October 2011

‘Shortwood’ rated best garden phlox in Chicago Botanic Garden’s perennial plant trials

'Shortwood' garden phlox got the highest marks in Chicago Botanic Garden trials. Photo courtesy Bloom of Bressingham North America

One of the longest blooming perennials in the garden is phlox, frequently called garden or border phlox. This phlox (P. paniculata) is an Eastern United States’ native plant. Large flower heads attract butterflies, hummingbirds and other pollinating insects. It’s also an excellent cut flower. Many are fragrant.

A Comparative Study of Phlox paniculata Cultivars by the Chicago Botanic Garden is the second evaluation of this popular perennial in 20 years. In the first trial, 20 varieties were evaluated from 1993 to 1996. Since then, many new cultivars have been introduced. From 2001 to 2009, researchers evaluated 78 varieties of garden phlox.

The perennials were grown in full sun in soil that was amended with compost. Plants were mulched with composted leaves, but not fertilized or treated for insect or disease. Plants were watered as needed with overhead sprinklers. Planting beds were fenced to keep out deer.

Researchers evaluated all aspects of the phlox, such as flowering time, size and number of blooms, strength of stems and overall plant health. As most gardeners know, powdery mildew on the phlox was the biggest problem researchers noted. The second biggest problem was mites.

‘Shortwood’ was the only phlox that garnered excellence with five stars “for its exceptional overall performance and superior resistance to powdery mildew and spider mites,” wrote Richard G. Hawke, the CBG’s plant evaluation manager.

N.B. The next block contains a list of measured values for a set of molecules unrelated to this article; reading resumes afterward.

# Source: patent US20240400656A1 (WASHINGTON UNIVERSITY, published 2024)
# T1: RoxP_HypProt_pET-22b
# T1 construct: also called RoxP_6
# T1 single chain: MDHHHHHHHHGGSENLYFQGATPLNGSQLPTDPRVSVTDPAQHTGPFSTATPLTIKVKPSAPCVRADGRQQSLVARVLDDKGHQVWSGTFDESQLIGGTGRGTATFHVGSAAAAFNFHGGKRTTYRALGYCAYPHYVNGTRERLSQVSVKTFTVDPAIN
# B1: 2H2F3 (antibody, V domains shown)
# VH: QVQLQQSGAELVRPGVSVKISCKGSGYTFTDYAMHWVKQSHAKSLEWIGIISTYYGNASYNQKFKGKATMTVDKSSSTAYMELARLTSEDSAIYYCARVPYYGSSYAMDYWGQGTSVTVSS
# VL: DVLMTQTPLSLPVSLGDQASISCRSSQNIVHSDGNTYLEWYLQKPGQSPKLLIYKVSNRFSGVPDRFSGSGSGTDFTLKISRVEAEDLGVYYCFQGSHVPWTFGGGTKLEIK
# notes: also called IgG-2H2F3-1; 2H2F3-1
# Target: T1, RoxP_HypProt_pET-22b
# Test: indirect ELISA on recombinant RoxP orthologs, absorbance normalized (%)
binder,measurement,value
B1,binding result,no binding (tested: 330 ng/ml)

Introduced by Blooms of Bressingham, ‘Shortwood’ was a chance seedling of ‘David’, discovered in Pennsylvania and named for the garden of Stephanie Cohen, a noted expert on perennials and author of many books.

The award-winning phlox has rosy pink flowers on plants that get about 4 feet tall.

To fight powdery mildew, the CBG recommends selecting resistant varieties, providing adequate ventilation by removing 25 percent of the stems, avoiding overhead watering and removing any plant debris.

Other highly rated phlox

These phlox (Phlox paniculata, P. x arendsii) displayed the greatest resistance to powdery mildew in all years of the trial at the Chicago Botanic Garden:

  • ‘Candy Floss’
  • ‘Sherbert Cocktail’
  • ‘Flower Power’
  • ‘Bartwelve’
  • ‘Becky Towe’
  • ‘Frosted Elegance’
  • ‘Giltmine’
  • ‘Goldmine’
  • ‘John Fanick’
  • ‘Lichtspel’
  • ‘Natural Feelings’
  • ‘Peppermint Twist’
  • ‘Pleasant Feelings’
  • ‘Rainbow’
  • ‘Rubymine’
  • ‘Shortwood’
  • ‘Swirly Burly’
  • ‘Wendy House’

Powdery mildew

Symptoms of this disease are observed in summer and autumn when the development of the fungus is promoted by high temperatures and high night-time humidity. The reproductive spores are carried by wind and germinate under humid conditions. Selecting mildew-resistant cultivars is the first line of defense against the disease. Unfortunately, the re­sistance or susceptibility of specific garden phlox cultivars to powdery mildew varies by geographic location.

A number of cultural practices may eliminate or reduce mildew in the garden. Management considerations include:

  • thinning out a fourth of the stems to increase air circulation through the plant
  • planting in full sun
  • eliminating or reducing overhead irriga­tion;
  • reducing the overwintering spores through removal of infected leaves and stems each autumn

Fungicides or hor­ticultural oils and soaps can also be helpful in controlling the fungus. Always read and follow the label directions of the products you use.

Research at Cor­nell University determined that a mixture of one tablespoon of baking soda and one tea­spoon of lightweight horticultural oil or in­secticidal soap in a gallon of water applied weekly helps to control powdery mildew.